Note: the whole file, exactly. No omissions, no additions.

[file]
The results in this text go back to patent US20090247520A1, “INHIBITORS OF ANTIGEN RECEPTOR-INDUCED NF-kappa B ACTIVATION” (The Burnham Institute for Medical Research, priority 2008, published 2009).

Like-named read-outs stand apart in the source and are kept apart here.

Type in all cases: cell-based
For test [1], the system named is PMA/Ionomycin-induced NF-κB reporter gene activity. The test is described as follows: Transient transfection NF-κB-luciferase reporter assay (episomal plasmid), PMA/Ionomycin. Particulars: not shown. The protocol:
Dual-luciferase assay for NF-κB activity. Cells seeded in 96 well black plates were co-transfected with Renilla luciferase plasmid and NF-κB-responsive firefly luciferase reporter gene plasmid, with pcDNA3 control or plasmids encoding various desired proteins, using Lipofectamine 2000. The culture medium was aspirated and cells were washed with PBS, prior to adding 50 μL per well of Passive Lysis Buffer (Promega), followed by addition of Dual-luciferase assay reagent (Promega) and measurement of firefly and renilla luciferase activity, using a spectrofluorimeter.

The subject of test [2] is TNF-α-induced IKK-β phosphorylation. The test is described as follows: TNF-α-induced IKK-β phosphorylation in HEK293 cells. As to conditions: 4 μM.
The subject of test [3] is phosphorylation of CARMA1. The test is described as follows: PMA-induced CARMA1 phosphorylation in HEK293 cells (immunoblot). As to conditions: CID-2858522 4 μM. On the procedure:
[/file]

The results in this text go back to patent US20090247520A1, “INHIBITORS OF ANTIGEN RECEPTOR-INDUCED NF-kappa B ACTIVATION” (The Burnham Institute for Medical Research, priority 2008, published 2009).

Like-named read-outs stand apart in the source and are kept apart here.

Type in all cases: cell-based
For test [1], the system named is PMA/Ionomycin-induced NF-κB reporter gene activity. The test is described as follows: Transient transfection NF-κB-luciferase reporter assay (episomal plasmid), PMA/Ionomycin. Particulars: not shown. The protocol:
Dual-luciferase assay for NF-κB activity. Cells seeded in 96 well black plates were co-transfected with Renilla luciferase plasmid and NF-κB-responsive firefly luciferase reporter gene plasmid, with pcDNA3 control or plasmids encoding various desired proteins, using Lipofectamine 2000. The culture medium was aspirated and cells were washed with PBS, prior to adding 50 μL per well of Passive Lysis Buffer (Promega), followed by addition of Dual-luciferase assay reagent (Promega) and measurement of firefly and renilla luciferase activity, using a spectrofluorimeter.

The subject of test [2] is TNF-α-induced IKK-β phosphorylation. The test is described as follows: TNF-α-induced IKK-β phosphorylation in HEK293 cells. As to conditions: 4 μM.
The subject of test [3] is phosphorylation of CARMA1. The test is described as follows: PMA-induced CARMA1 phosphorylation in HEK293 cells (immunoblot). As to conditions: CID-2858522 4 μM. On the procedure: